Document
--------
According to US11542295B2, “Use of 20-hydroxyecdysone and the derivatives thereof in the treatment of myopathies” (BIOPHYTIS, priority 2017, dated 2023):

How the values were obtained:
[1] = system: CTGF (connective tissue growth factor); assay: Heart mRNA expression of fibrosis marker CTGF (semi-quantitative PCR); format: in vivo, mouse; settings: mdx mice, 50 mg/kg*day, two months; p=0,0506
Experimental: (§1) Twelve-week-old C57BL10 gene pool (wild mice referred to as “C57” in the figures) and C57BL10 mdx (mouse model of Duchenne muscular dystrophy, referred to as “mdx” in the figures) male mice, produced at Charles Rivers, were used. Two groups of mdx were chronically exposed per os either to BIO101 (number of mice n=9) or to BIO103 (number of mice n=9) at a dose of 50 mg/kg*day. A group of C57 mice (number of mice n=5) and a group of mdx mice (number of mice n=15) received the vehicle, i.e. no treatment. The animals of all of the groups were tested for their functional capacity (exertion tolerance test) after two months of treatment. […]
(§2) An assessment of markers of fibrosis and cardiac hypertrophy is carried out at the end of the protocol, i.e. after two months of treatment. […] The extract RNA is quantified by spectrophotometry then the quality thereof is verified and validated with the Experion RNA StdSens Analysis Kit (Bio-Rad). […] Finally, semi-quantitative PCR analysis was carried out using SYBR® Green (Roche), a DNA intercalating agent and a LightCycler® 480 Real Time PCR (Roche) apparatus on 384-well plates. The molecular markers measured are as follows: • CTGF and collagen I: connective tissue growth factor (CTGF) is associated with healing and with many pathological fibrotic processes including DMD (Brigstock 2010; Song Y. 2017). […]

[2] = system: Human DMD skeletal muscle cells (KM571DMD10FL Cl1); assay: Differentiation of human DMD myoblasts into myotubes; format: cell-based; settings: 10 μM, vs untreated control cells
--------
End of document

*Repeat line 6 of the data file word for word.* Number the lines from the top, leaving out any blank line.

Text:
[2] = system: Human DMD skeletal muscle cells (KM571DMD10FL Cl1); assay: Differentiation of human DMD myoblasts into myotubes; format: cell-based; settings: 10 μM, vs untreated control cells